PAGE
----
If you’ve ever had a cavity before, you know that sometimes they can come as a surprise to you. Use our guide to detect when you are getting a cavity and what to do next!
A cavity is a point of decay in a tooth that must be treated before it grows. In order to fix a cavity, the decay must be removed with a drill, essentially forming a hole in the affected tooth. After the area is completely cleaned out, it will be filled with a filling material and sealed.
Because a cavity is a source of decay, your tooth is essentially rotting. Therefore, there could be an odor coming from the tooth that could give away the problem. When the decay hits the enamel, pain may begin to occur in your tooth. More common than pain is sensitivity to hot or cold foods and beverages For many people, pain does not occur with a cavity so they can be difficult to detect if you aren’t making bi-annual trips to the dentist.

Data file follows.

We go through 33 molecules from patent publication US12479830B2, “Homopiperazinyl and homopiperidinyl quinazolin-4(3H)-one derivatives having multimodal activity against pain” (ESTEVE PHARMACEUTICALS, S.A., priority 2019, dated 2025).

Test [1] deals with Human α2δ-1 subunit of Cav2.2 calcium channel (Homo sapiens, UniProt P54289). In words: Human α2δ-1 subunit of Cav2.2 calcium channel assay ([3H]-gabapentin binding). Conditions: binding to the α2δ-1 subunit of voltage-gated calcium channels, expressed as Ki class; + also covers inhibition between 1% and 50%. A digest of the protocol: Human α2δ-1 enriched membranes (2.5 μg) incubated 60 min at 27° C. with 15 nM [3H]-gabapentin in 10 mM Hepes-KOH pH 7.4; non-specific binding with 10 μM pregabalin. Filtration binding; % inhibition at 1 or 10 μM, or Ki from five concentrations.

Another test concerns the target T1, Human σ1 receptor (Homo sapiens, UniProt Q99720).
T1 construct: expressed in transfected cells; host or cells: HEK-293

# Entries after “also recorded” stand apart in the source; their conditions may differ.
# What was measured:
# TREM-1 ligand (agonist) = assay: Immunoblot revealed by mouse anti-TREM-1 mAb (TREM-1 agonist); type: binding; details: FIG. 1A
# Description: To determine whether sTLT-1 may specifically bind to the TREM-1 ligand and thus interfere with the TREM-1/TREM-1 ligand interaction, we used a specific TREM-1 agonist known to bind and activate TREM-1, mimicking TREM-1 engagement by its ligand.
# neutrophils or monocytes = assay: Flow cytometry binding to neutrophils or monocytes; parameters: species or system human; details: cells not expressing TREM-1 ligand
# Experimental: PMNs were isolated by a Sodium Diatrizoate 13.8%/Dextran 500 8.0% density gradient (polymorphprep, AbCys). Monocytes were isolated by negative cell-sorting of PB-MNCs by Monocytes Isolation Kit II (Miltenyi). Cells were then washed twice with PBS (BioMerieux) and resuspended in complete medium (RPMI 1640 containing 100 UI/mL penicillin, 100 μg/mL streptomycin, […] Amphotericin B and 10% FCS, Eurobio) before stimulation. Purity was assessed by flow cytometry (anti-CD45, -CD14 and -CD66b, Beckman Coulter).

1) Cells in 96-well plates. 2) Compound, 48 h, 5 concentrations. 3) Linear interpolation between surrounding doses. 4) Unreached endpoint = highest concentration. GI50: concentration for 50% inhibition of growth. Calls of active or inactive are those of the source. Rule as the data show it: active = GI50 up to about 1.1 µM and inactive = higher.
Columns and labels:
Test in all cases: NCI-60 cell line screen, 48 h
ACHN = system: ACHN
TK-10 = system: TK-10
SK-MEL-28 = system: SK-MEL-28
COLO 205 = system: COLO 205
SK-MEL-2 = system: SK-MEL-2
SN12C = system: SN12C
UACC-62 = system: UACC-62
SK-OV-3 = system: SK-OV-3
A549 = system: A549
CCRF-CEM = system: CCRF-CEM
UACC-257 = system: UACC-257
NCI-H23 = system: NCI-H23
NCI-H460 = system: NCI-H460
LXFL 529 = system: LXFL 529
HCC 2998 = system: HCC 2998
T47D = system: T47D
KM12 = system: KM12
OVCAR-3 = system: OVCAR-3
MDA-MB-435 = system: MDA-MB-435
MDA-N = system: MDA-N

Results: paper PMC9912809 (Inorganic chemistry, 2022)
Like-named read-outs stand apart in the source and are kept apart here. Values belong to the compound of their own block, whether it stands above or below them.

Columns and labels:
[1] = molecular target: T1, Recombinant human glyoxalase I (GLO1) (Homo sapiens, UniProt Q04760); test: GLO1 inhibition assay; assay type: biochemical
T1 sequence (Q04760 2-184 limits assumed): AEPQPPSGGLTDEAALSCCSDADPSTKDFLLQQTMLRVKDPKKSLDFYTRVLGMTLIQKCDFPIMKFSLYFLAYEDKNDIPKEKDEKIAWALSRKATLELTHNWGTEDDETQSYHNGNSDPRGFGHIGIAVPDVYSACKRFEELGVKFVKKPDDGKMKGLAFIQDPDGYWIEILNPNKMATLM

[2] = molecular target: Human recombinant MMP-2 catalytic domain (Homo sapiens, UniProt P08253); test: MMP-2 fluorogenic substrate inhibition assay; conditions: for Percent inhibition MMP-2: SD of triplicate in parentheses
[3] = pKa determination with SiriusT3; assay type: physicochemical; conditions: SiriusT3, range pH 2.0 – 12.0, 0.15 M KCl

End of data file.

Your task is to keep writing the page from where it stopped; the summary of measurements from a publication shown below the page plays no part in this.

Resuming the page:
If you think you may have a cavity, the first thing you should do is call your dentist. Cavities are often hard to detect on your own so if you are feeling sensitivity, pain or discomfort, you likely are suffering from a cavity. The only way to know for sure whether you have a cavity or not is for your dentist to take a look and see what’s going on. They will likely need to take x-rays to be sure of the severity of the decay.
The best way to prevent cavities from forming is to commit to an oral care regime. Flossing, rinsing, and brushing your teeth twice a day are the first steps toward preventing cavities. Furthermore, if you are visiting your dentist twice a year, you will be able to stay on top of any cavities that may be forming and prevent further damage such as a root canal that will likely occur if your cavity goes untreated.